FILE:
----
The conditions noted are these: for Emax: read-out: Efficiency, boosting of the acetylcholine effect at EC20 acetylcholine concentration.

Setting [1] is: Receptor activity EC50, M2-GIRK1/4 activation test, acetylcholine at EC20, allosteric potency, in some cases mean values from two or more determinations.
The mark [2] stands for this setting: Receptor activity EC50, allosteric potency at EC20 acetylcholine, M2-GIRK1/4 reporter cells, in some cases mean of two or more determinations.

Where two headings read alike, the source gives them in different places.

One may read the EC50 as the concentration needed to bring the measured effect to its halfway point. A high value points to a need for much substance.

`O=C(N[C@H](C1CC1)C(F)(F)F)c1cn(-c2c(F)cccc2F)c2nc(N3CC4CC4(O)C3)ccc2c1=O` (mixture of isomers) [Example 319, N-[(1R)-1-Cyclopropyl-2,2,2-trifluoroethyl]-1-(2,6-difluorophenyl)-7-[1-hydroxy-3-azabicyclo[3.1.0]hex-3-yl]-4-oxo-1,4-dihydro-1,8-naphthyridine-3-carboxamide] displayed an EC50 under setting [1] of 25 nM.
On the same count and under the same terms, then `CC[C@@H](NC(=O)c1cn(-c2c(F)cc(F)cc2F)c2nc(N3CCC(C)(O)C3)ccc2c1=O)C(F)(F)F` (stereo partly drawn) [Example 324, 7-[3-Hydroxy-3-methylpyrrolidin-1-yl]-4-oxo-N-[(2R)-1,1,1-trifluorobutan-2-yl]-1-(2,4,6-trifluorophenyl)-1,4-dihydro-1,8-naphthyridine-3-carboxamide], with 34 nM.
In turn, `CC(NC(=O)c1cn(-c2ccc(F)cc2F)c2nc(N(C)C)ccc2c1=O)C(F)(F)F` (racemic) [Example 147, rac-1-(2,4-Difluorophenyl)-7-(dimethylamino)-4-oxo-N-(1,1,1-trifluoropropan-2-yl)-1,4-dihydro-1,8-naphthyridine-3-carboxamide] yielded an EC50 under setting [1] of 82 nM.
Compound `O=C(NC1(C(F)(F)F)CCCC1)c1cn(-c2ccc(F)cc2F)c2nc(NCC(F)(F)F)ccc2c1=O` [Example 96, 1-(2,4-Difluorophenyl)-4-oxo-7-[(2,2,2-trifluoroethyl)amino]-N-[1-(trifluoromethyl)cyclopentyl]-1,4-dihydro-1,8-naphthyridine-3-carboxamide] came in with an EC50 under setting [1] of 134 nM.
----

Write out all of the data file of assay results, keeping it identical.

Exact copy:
The conditions noted are these: for Emax: read-out: Efficiency, boosting of the acetylcholine effect at EC20 acetylcholine concentration.

Setting [1] is: Receptor activity EC50, M2-GIRK1/4 activation test, acetylcholine at EC20, allosteric potency, in some cases mean values from two or more determinations.
The mark [2] stands for this setting: Receptor activity EC50, allosteric potency at EC20 acetylcholine, M2-GIRK1/4 reporter cells, in some cases mean of two or more determinations.

Where two headings read alike, the source gives them in different places.

One may read the EC50 as the concentration needed to bring the measured effect to its halfway point. A high value points to a need for much substance.

`O=C(N[C@H](C1CC1)C(F)(F)F)c1cn(-c2c(F)cccc2F)c2nc(N3CC4CC4(O)C3)ccc2c1=O` (mixture of isomers) [Example 319, N-[(1R)-1-Cyclopropyl-2,2,2-trifluoroethyl]-1-(2,6-difluorophenyl)-7-[1-hydroxy-3-azabicyclo[3.1.0]hex-3-yl]-4-oxo-1,4-dihydro-1,8-naphthyridine-3-carboxamide] displayed an EC50 under setting [1] of 25 nM.
On the same count and under the same terms, then `CC[C@@H](NC(=O)c1cn(-c2c(F)cc(F)cc2F)c2nc(N3CCC(C)(O)C3)ccc2c1=O)C(F)(F)F` (stereo partly drawn) [Example 324, 7-[3-Hydroxy-3-methylpyrrolidin-1-yl]-4-oxo-N-[(2R)-1,1,1-trifluorobutan-2-yl]-1-(2,4,6-trifluorophenyl)-1,4-dihydro-1,8-naphthyridine-3-carboxamide], with 34 nM.
In turn, `CC(NC(=O)c1cn(-c2ccc(F)cc2F)c2nc(N(C)C)ccc2c1=O)C(F)(F)F` (racemic) [Example 147, rac-1-(2,4-Difluorophenyl)-7-(dimethylamino)-4-oxo-N-(1,1,1-trifluoropropan-2-yl)-1,4-dihydro-1,8-naphthyridine-3-carboxamide] yielded an EC50 under setting [1] of 82 nM.
Compound `O=C(NC1(C(F)(F)F)CCCC1)c1cn(-c2ccc(F)cc2F)c2nc(NCC(F)(F)F)ccc2c1=O` [Example 96, 1-(2,4-Difluorophenyl)-4-oxo-7-[(2,2,2-trifluoroethyl)amino]-N-[1-(trifluoromethyl)cyclopentyl]-1,4-dihydro-1,8-naphthyridine-3-carboxamide] came in with an EC50 under setting [1] of 134 nM.